Organizing a Workout

Originally Posted on Wednesday, August 24, 2011 11:40 AM

When I plan a workout for people in a general population or a specific program for throwers or Olympic Lifters, I take into consideration the following general areas of fitness:  Endurance, strength, power, speed, and flexibility.  I'll address flexibility in another blog, but will say right now that a good program addresses flexibility integrally as well as separately:  a person should get more flexible just by doing the workout, and not just in a stretching specific program before or after training.

When planning workouts, I follow a simple model.  We train first for speed, then power, then strength, then endurance.  For someone like Lindsey L, this order of training means she lifts then she runs.  For the Athena Strength training classes, we lift then do our conditioning.  The lifts we do first are those that demand attention to technique and which are the fastest:  The Olympic Lifts.  We begin workouts with the snatch, clean, or push press in Athena Strength training, and for the Olympic Lifters we begin with the Snatch or Clean.  We then do the Strength exercises which utilize our entire bodies:  Squats, presses, deadlifts, etc.  We follow those up with any strength exercies which isolate body parts:  pull-ups, single leg deadlifts, down the list to curls.  We finish with a hard conditioning type workout.  This workout usually consists of higher intensity training such as tabata intervals or barbell complexes.  Occasionally this is a longer, 20+ minute workout such as Michelle M. did this morning on the Airdyne.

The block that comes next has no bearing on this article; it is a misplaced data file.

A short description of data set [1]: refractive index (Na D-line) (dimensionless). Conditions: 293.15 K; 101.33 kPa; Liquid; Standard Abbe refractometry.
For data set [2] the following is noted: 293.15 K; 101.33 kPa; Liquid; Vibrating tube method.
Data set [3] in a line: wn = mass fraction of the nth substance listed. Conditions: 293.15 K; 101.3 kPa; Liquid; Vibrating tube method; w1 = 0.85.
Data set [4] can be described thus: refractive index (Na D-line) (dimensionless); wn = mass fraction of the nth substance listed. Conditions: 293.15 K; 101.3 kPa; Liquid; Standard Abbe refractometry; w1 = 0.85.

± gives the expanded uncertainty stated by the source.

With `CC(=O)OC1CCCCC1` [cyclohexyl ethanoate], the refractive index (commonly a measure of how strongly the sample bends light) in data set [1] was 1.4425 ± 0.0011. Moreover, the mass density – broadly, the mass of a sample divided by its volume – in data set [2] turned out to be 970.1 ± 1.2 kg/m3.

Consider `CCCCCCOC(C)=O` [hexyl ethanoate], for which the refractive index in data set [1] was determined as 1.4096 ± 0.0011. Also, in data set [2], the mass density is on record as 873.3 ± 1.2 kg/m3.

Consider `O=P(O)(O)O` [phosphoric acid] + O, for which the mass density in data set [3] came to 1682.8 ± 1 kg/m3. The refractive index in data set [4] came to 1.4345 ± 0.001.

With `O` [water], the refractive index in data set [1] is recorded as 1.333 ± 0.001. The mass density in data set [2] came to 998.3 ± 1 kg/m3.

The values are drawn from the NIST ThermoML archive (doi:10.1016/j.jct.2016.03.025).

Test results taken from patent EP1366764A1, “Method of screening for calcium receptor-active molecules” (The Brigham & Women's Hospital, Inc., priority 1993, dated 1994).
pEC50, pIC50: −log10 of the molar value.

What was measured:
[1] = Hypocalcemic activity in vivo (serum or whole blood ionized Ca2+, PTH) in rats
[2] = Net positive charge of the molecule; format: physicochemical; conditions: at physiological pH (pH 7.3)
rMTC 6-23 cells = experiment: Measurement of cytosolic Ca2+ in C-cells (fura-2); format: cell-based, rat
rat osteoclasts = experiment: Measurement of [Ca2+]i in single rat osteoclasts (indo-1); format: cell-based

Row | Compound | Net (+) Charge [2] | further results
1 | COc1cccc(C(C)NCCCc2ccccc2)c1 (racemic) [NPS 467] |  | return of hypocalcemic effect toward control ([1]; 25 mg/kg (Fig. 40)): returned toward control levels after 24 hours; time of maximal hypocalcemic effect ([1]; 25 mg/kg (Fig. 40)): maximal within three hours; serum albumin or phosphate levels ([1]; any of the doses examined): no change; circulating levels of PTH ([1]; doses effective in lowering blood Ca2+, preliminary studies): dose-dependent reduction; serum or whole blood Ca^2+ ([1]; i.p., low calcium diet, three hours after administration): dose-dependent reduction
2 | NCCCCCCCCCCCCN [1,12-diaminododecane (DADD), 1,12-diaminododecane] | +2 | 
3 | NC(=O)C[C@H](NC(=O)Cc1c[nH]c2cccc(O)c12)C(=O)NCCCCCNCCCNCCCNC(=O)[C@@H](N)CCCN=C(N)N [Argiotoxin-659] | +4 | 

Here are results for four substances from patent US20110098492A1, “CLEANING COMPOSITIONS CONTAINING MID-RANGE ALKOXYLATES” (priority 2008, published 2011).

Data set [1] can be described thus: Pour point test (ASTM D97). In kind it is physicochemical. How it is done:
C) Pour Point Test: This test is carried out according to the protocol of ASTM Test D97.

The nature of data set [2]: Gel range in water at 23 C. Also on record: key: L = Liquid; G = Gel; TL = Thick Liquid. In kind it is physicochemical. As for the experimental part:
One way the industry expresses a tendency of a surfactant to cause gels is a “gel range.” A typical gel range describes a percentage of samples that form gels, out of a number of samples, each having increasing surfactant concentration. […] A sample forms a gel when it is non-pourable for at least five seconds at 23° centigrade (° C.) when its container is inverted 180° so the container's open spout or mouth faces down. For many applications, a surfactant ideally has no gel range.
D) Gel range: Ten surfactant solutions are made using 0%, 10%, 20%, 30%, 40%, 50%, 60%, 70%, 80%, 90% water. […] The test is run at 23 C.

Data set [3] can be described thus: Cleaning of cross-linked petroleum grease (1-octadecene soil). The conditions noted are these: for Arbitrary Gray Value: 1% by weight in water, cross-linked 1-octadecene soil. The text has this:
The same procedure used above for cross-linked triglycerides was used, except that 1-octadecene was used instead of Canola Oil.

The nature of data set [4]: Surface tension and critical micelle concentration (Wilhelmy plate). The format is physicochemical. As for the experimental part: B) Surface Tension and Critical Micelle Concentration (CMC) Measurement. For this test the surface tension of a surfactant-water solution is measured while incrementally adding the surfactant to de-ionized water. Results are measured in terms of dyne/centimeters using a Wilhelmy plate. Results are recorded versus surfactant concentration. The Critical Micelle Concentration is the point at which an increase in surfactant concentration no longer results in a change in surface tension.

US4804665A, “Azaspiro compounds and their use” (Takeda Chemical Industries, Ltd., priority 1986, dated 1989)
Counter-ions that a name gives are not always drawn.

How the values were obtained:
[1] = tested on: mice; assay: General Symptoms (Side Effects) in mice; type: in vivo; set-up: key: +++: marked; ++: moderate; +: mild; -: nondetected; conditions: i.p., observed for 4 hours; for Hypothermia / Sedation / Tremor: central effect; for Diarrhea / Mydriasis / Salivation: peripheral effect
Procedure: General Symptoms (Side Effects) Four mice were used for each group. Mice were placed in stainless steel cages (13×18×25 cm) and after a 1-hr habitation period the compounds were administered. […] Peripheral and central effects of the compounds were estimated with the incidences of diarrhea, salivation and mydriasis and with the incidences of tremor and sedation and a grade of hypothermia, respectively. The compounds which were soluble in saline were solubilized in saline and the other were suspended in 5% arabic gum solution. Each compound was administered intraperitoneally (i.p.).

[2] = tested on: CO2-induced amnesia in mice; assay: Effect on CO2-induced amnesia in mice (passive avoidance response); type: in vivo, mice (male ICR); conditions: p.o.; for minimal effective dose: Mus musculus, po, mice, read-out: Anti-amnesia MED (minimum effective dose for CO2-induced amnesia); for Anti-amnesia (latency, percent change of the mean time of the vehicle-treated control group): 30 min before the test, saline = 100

Why do we do the exercises in this order?  Well, there are many reasons.  In summary, due to how the body utilizes energy, we do these exercises in this order because we'll have less interference and exhaustion.  In other words, running before you do cleans makes you tired and makes cleans difficult.  Cleans before running won't hurt your running too much.  Simple, huh?  If you want to test yourself on a long run, then go ahead and do a long run.  You don't need to lift right then.

In Olympic lifting, organizing a workout can get complex.  Basically, train full movements then partial movements, faster movements to slower movements.  Sometimes you mix this up- I will do Snatch Pulls or Power snatches before I jerk, although the jerk is a full movement, because I need that CNS Stimulation and the warm-up to my shoulders.  Sometimes I do Power cleans and then snatch.  But generally, we snatch, clean, squat, pull, more or less in that order.  We train in that order because the Snatch requires much concentration and a high level of CNS readiness, while the RDL requires less of the same.  

Michael McKennaComment